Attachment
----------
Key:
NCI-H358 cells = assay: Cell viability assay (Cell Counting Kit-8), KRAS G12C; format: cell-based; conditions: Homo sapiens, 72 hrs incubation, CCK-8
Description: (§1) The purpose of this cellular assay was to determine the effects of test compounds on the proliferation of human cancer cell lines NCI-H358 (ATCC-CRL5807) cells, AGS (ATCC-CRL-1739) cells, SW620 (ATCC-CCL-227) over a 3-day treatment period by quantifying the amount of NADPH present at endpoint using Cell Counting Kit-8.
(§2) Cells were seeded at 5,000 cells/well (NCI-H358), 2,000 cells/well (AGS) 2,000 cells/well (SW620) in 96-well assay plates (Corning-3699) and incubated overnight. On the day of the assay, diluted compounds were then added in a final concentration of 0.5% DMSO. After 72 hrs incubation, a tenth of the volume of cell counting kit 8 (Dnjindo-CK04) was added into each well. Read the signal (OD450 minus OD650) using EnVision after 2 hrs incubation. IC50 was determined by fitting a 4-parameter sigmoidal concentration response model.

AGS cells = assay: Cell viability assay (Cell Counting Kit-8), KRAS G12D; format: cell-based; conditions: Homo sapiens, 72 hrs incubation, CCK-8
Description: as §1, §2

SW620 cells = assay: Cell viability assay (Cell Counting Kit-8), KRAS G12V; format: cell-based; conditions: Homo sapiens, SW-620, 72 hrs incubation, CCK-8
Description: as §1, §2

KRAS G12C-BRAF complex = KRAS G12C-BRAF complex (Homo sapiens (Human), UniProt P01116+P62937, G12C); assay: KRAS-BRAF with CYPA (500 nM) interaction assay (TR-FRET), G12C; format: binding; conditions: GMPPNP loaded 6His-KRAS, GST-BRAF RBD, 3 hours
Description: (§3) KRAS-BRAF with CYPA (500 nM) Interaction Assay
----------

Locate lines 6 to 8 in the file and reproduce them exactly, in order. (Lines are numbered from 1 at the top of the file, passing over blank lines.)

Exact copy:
Description: as §1, §2

SW620 cells = assay: Cell viability assay (Cell Counting Kit-8), KRAS G12V; format: cell-based; conditions: Homo sapiens, SW-620, 72 hrs incubation, CCK-8
Description: as §1, §2